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What is the energy consumption comparison between a 1500sf house and a 400sf tiny house?

I know the purpose of tiny houses is green living and energy efficiency but how much is the difference based on 2 people?

  • With only 2 people, I don't think there would be such a drastic difference.

    In larger houses what can drive up energy consumption is leaving the lights or HVAC on in unoccupied areas. Also, some families have the habit of leaving the outdoor lighting on all night long. I believe energy consumption has to do more with habits than actual home size.

    If 2 people living in a normal house have the same habits as 2 people living in a tiny house, I don't think energy consumption will be drastically different.

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    Yes, it matters, a lot. Square footage is the single most important factor driving energy consumption within the residential sector. The 1,500 sf home will consume somewhere between 9,000-11,000 kWh/year (assuming an energy use intensity of 20-25 kBtu/sf). This assume electricity is used for everything at the house. A comparable tiny house would consume less than 3,000 kWh/year.
    There are three main areas of focus for home owners related to energy consumption: building envelope (how tight, insulation levels, windows, doors, roof/attic, where the ducts are run, etc), mechanical systems and appliances (HVAC, water heating, LED lighting, cooking, fridge, dryer and washer, etc), and behaviors (educated, proactive, thrifty, etc).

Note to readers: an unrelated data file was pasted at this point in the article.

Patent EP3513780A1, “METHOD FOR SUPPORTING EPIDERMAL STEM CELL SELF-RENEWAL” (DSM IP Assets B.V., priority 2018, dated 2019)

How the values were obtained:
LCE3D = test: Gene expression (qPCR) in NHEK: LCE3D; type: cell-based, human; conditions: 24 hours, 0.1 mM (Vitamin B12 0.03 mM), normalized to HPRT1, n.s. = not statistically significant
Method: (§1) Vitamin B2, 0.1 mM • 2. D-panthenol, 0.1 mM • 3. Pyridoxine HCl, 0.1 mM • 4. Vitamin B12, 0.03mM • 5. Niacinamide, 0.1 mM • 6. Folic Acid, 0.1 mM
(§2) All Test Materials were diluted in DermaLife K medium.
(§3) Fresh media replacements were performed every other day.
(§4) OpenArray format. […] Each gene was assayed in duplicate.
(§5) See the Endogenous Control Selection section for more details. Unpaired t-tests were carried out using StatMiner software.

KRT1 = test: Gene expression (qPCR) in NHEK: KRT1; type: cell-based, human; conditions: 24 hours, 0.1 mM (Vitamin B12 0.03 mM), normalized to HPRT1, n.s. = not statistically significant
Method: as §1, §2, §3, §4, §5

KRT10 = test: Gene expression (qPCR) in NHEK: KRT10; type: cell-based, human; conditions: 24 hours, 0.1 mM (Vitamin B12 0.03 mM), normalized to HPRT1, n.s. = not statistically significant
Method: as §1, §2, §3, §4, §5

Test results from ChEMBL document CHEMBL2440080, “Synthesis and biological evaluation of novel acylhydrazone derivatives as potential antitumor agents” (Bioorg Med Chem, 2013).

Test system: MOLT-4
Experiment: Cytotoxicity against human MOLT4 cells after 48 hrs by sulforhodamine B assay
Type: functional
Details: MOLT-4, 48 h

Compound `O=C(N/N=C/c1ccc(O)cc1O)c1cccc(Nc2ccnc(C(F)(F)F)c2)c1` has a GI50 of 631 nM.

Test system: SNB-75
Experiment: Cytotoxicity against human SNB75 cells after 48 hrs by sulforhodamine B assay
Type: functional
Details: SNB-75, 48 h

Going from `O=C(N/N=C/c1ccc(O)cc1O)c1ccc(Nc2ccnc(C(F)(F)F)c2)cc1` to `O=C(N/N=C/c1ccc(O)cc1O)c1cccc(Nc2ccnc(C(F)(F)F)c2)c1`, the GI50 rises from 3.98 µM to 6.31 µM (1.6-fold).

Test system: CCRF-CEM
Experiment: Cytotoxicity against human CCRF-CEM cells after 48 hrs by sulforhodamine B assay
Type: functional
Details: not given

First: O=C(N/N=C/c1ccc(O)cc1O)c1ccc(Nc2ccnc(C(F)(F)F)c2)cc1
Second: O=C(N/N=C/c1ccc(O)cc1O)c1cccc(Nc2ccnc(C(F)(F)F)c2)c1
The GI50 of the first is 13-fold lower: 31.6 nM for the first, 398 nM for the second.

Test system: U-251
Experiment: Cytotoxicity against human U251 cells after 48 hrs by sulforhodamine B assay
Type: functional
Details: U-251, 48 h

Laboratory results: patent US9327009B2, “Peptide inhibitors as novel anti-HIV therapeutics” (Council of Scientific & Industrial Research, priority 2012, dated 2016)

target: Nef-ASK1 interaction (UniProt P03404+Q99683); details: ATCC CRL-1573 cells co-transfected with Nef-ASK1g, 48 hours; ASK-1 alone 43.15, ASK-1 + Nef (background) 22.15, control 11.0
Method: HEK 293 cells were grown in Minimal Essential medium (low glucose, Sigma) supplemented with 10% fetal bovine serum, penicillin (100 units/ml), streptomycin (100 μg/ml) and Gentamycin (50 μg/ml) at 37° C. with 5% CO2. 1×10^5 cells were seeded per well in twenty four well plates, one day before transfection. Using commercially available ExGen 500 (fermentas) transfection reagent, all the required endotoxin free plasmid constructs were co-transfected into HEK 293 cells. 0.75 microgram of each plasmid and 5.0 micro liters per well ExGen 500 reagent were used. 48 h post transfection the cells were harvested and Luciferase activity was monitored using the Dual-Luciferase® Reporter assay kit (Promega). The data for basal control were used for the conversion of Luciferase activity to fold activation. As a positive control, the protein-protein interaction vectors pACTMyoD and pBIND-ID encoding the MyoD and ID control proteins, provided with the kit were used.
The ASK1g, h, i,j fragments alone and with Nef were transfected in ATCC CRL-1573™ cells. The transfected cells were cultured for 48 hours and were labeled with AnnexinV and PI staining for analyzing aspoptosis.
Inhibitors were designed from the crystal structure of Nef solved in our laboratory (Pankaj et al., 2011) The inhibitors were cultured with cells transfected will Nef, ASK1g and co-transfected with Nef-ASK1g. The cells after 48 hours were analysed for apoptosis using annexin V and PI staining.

• Als Antwort auf JGomez:

    Thanks, I guess heating has a lot to do with it?

    I live in a city in Central America with tropical climate, where space heating is virtually non-existent and water heating is used every once in a while. Central AC units are also extremely rare in residential settings... most use a mini-split for each room. As a result, sometimes you see large houses or apartments with only 1 or 2 people and very low energy bill. At a given time, most of the house/apartment is in the dark and without air conditioning.

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    A couple of things: you cannot compare the energy consumption from a home without central air conditioning and heating with a house that has those systems. Also, it is not good to compare the energy performance of homes that have different characteristics. For example, size, fuel type (all-electric versus dual-fuel), age of the home, building envelope, etc. To make a proper comparison you will have to normalize and control for all those factors.
    The information I provided below is based on extensive research over the past 5 years looking at utility billing data for over 400,000 single-family homes in South central Texas.
    While the first natural reaction is to think that the number of people is the most important factor influencing energy consumption. That is simply not true. Data from a number of research programs confirms that building size and the other factors listed below are more important than the people factor. People do have the ability to affect energy consumption by utilizing and encouraging non-conserving behaviors. Consumer education and best practices can be encouraged and promoted. However, that will take a long time to produce results.
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    For 2 people there wont be any drastic change, however for a proper energy comparison you can use websites like www.cheapbills.com.au to compare the plans according to your needs.
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